Crypto Hedge Funds Analysis – Q1 2019

With the cryptocurrency market recovering from its harsh winter of last year, crypto hedge funds seem to be gaining popularity again, which is why we took a look at a report release by PwC and Elwood about the way the top 100 hedge funds are run, the solutions they offer, the magnitude of assets they handle and how that translates into a raise in the number of users.

To clarify, hedge funds are generally investment funds that pool capital from investors (usually institutions) and invest in various assets, implementing risk management criteria and different techniques for portfolio management, in order to increase said capital over time. Crypto hedge funds act in a similar way, but they trade in cryptocurrency exchanges, which generates additional benefits while also dealing with the increased risk of volatility.

PwC, a network of advisory firms with presence in 158 countries and a crypto-focused team of more than 150 professionals, worked with Elwood, an investment firm specialized in digital assets, to perform a worldwide analysis of what crypto hedge funds look like at the moment, comparing them to their state in 2017 and 2018.

Size of Market

One of the first topics that needs to be covered is how the crypto hedge funds are holding up after last year’s rough moments, starting with the main strategies they use. 19% of these funds are described as “fundamental” (long-term and slow trading techniques, hold more liquid cryptos), while 37% are “quantitative” (fast-paced trading, oriented towards market-making and arbitrage) and 44% are “discretionary” (hybrid approach). From that we can say that more hedge funds are open to offering different trading strategies to properly fulfill their clients’ needs.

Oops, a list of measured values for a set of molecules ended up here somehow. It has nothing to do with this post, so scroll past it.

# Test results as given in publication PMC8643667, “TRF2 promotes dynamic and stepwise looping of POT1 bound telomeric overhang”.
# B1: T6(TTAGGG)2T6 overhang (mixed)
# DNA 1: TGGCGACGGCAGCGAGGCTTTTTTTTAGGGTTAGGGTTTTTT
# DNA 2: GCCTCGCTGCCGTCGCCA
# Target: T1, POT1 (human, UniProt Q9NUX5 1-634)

What’s interesting to look at is how assets are distributed among these hedge funds: collectively, the analyzed hedge funds represent an average of $21.9 million. However, the median of this list is $4.3 million, which means that most of the assets are being kept in a few funds while many of the funds hold way smaller amounts.

It’s also important to notice that the average value of the assets in hedge funds at launch is $3.6 million, with a median of $1.2 million, which means that the business of crypto hedge funds is currently generating income, implying they survived the low stage of the market.

And besides generating income for their users, hedge funds also need to generate enough revenue to sustain themselves, and they do so by charging fees. The average management fee among all the studied hedge funds was of 1.72%, with discretionary funds having the highest average at 1.76% and quantitative having the lowest at 1.57%.

However, that represents a very small amount of money when you consider the value of the assets they manage, which is why most hedge funds are looking for new ways of generating revenue. Some take the route of charging performance fees that round 23% to compensate these losses (quantitative funds charge the highest performance fee at 26.8% while their management fee is the lowest), but in a market that became more reluctant after how most coins fell last year. Other strategies include working as advisors for early-stage projects or do some trading by themselves and market-making.